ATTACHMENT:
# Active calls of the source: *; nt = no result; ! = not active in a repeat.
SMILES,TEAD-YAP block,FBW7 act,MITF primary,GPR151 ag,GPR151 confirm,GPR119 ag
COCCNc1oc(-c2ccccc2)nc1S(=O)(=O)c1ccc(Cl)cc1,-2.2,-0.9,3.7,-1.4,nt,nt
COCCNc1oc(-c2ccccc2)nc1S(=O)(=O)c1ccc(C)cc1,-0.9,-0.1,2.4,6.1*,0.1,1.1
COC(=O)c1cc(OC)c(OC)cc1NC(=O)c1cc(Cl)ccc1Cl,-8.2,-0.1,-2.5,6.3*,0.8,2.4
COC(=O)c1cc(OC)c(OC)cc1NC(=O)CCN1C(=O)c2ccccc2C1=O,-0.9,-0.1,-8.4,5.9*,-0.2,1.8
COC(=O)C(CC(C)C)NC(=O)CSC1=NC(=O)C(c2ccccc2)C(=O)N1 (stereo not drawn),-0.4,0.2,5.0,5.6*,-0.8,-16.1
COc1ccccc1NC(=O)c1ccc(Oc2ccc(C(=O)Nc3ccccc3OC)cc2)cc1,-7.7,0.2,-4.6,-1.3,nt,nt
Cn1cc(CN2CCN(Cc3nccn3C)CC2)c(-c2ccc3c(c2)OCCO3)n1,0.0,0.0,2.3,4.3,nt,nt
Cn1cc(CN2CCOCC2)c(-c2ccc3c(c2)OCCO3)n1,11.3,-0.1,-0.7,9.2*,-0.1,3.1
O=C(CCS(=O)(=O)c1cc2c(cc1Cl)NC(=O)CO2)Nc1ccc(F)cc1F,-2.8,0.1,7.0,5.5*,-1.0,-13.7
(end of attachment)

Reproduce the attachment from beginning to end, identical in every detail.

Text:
# Active calls of the source: *; nt = no result; ! = not active in a repeat.
SMILES,TEAD-YAP block,FBW7 act,MITF primary,GPR151 ag,GPR151 confirm,GPR119 ag
COCCNc1oc(-c2ccccc2)nc1S(=O)(=O)c1ccc(Cl)cc1,-2.2,-0.9,3.7,-1.4,nt,nt
COCCNc1oc(-c2ccccc2)nc1S(=O)(=O)c1ccc(C)cc1,-0.9,-0.1,2.4,6.1*,0.1,1.1
COC(=O)c1cc(OC)c(OC)cc1NC(=O)c1cc(Cl)ccc1Cl,-8.2,-0.1,-2.5,6.3*,0.8,2.4
COC(=O)c1cc(OC)c(OC)cc1NC(=O)CCN1C(=O)c2ccccc2C1=O,-0.9,-0.1,-8.4,5.9*,-0.2,1.8
COC(=O)C(CC(C)C)NC(=O)CSC1=NC(=O)C(c2ccccc2)C(=O)N1 (stereo not drawn),-0.4,0.2,5.0,5.6*,-0.8,-16.1
COc1ccccc1NC(=O)c1ccc(Oc2ccc(C(=O)Nc3ccccc3OC)cc2)cc1,-7.7,0.2,-4.6,-1.3,nt,nt
Cn1cc(CN2CCN(Cc3nccn3C)CC2)c(-c2ccc3c(c2)OCCO3)n1,0.0,0.0,2.3,4.3,nt,nt
Cn1cc(CN2CCOCC2)c(-c2ccc3c(c2)OCCO3)n1,11.3,-0.1,-0.7,9.2*,-0.1,3.1
O=C(CCS(=O)(=O)c1cc2c(cc1Cl)NC(=O)CO2)Nc1ccc(F)cc1F,-2.8,0.1,7.0,5.5*,-1.0,-13.7